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In recent months and during the last week in particular, the Massachusetts Supreme Judicial Court has denied several constitutional challenges to the Commonwealth’s licensing requirements for guns and ammunition. These challenges have increased following recent decisions by the United States Supreme Court, which were favorable to advocates of the right to keep and bear arms, as afforded by the Second Amendment to the United States Constitution. The challenges often appear in the context of criminal proceedings, wherein the defendants are required to prove a valid license as an affirmative defense, instead of the prosecutor being required to prove the lack of a license, beyond a reasonable doubt, and as part of their case in chief. Although the SJC repeatedly denies these challenges, leaving it up to the defendants to ask the United States Supreme Court to overturn the denials (which has not happened yet), on April 11, 2012, the Supreme Judicial Court did rule in a defendant’s favor on one isolated challenge. On that date, the SJC agreed that no license is required to possess a gun manufactured in or before 1899 under the state’s current licensing framework. The court expressly noted that this exemption does not permit a person to possess ammunition for antique guns though (absent an additional exemption or license), so a loaded antique gun can still lead to charges and a conviction.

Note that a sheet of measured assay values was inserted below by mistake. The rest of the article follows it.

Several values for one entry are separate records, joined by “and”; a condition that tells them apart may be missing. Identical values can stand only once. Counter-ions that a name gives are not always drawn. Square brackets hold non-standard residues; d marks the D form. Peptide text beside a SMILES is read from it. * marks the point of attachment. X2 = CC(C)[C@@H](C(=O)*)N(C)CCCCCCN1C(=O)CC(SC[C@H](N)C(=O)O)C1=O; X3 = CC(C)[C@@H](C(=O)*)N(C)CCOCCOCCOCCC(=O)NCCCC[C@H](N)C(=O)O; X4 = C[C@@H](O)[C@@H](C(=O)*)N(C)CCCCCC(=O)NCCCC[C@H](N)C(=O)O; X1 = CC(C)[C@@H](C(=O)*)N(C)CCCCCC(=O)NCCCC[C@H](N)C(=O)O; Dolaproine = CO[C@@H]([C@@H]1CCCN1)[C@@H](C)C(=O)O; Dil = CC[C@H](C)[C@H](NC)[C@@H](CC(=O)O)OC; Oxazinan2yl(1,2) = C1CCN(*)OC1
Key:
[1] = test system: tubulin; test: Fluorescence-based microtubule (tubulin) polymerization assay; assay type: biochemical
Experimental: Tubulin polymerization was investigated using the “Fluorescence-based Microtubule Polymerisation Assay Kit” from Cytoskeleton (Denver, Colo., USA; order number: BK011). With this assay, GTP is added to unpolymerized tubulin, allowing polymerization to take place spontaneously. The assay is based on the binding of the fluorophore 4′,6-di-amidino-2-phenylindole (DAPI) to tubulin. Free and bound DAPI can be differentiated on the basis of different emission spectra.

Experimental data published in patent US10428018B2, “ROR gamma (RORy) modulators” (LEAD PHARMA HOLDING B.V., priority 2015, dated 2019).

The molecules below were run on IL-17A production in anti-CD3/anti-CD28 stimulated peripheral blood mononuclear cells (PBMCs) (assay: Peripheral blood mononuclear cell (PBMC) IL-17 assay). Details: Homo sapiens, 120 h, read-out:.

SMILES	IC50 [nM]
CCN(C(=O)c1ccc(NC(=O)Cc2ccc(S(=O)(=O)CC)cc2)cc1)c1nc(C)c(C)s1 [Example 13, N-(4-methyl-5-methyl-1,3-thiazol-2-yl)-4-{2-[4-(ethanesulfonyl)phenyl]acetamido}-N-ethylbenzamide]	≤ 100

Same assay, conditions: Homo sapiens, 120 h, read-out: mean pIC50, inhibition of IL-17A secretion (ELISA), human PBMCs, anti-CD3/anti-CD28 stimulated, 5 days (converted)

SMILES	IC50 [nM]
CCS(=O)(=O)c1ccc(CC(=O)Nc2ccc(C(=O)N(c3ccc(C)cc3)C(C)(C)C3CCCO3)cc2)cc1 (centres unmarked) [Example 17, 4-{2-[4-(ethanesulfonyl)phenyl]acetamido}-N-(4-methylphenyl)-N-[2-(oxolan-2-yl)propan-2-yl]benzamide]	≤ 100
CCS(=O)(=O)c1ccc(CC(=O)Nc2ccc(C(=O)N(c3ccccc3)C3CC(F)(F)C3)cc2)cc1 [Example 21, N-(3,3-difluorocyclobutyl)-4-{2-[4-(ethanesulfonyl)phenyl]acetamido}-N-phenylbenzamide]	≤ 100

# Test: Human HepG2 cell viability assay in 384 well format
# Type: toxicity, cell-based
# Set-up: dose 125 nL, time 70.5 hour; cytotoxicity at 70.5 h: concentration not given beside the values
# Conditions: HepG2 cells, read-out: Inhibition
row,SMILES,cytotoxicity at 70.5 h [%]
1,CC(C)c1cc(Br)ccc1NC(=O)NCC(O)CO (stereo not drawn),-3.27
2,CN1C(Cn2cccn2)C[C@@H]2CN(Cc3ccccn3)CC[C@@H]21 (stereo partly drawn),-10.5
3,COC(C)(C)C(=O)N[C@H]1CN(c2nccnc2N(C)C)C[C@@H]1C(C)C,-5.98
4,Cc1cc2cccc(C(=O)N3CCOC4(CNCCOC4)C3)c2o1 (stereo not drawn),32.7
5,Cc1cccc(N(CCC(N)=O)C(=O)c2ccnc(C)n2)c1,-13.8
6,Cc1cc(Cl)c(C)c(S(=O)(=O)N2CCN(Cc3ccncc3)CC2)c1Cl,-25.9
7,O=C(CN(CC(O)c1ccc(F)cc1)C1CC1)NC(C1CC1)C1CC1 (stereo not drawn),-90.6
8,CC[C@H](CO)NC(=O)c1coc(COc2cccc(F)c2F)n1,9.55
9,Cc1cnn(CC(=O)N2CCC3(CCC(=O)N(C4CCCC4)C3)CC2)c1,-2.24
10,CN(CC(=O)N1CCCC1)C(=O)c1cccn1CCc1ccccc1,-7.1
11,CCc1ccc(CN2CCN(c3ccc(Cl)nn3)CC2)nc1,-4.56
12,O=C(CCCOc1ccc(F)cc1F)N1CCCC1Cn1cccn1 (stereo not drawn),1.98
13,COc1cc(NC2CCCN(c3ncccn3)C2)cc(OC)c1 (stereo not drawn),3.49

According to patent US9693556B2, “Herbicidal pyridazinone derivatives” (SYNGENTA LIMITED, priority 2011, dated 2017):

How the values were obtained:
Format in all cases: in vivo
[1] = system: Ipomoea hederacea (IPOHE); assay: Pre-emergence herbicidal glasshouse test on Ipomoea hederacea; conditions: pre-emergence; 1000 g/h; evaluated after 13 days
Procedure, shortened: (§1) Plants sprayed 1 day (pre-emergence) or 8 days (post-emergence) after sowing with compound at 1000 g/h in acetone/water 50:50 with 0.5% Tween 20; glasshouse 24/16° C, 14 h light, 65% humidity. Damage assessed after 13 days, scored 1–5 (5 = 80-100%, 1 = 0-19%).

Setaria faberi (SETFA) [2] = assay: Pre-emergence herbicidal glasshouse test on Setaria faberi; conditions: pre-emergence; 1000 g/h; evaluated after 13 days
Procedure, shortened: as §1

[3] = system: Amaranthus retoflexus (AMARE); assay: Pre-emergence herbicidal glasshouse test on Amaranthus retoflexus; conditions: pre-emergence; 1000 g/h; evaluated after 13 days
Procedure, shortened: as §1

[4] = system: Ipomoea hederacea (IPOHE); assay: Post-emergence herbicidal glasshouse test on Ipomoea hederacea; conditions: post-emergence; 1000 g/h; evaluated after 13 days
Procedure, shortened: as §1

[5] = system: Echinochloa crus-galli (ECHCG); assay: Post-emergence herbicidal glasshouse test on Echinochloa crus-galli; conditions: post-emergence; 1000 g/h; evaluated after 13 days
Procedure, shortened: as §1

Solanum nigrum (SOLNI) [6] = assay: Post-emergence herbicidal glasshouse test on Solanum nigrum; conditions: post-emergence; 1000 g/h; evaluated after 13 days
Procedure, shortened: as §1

About the Author
Attorney Nicholas J. LaFountain has extensive experience litigating and negotiating civil disputes of many types. He has been successfully representing clients in the courtroom since 2004.